Pretty much all of us knew that, once in control of the House, the Senate and the White House, Republicans would make a colossal hash of healthcare reform. Opposition, vilification and demagoguery are not only their political specialties, they've become the heart and soul of a party dedicated only to malice. And Republicans can't push positive reforms from that.
Nonetheless, mirabile dictu, a positive reform — a vastly positive development — is taking place; in fact it is sweeping the nation. Republicans' utter incompetence in even attempting healthcare reform is uniting Americans in an almost a 1941 kind of way. For some time we suspected a calamitous strike was coming from the imperious right, we just didn't know precisely how, when, or where. Republicans' surprisingly imbecilic attack of March 2017 has constituted its days of infamy, however, which shall linger in American memory (till at least 2018, one hopes).
A microcosm of the aforementioned positive, unifying development is that Paul Krugman and David Brooks are leaping, philosophically, ever closer together. Their columns this morning are essentially interchangeable.
One of them observes that "The Republican plan will fuel cynicism. It’s being pushed through in an elitist, anti-democratic, middle of the night rush. It seems purposely designed to fail. The penalties for those who don’t purchase insurance are so low they seem sure to guarantee Republican-caused death spirals in the weaker markets."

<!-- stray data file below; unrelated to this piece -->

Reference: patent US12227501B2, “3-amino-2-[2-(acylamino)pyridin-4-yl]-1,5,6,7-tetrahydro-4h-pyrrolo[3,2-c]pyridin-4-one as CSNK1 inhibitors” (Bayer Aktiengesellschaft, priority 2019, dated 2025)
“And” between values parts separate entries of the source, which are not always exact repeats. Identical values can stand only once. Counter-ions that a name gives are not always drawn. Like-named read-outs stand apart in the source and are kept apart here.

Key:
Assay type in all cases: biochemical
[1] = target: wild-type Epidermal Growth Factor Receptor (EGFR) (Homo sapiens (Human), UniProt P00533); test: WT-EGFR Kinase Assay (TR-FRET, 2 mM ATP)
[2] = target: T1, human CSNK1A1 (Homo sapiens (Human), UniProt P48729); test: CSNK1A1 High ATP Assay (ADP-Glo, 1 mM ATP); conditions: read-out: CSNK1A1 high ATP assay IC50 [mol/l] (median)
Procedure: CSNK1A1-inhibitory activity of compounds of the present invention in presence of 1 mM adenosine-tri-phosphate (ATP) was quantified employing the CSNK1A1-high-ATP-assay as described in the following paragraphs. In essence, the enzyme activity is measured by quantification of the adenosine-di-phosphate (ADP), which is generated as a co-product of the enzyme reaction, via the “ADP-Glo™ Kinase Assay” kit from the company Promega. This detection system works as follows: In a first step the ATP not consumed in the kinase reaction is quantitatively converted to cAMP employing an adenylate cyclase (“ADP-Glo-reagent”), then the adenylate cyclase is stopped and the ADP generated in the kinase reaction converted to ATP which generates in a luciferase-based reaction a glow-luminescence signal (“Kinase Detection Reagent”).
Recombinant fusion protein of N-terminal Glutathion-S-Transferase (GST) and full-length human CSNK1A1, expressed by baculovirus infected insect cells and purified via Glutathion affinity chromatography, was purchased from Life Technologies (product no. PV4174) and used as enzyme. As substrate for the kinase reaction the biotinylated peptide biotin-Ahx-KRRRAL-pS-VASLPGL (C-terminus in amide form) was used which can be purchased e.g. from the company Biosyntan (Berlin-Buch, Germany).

The other columnist observes that "There are real conservative policy experts, but the party doesn’t want them, perhaps because their very competence makes them ideologically unreliable."
The first-quoted columnist adds: "If you are pro-market, you have to be pro-state. You can come up with innovative ways to deliver state services, like affordable health care, but you can’t just leave people on their own."
I shan't make you look them up, to see which is which. The cynicism-observing pro-stater is … David Brooks. He's as disgusted with the GOP's refusal to listen to "ideologically unreliable … conservative policy experts" as Paul Krugman is. These two NYT columnists have been feuding philosophically for years, but congressional Republicans and what Brooks calls the "authoritarian thuggery" of Donald Trump have, at last, brought them together.
This astonishing, heartwarming development of unity — which we're also witnessing throughout the republic, from mass protests to popular opinion polling to now-adamantly anti-GOP professional organizations — required less than three months of Republican "governance." Give the latter four more agonizing years and "movement conservatism," along with Trumpism, will be but a bad, unseated memory.
To re-unify, Americans needed a common enemy — and brother, have they ever run into one.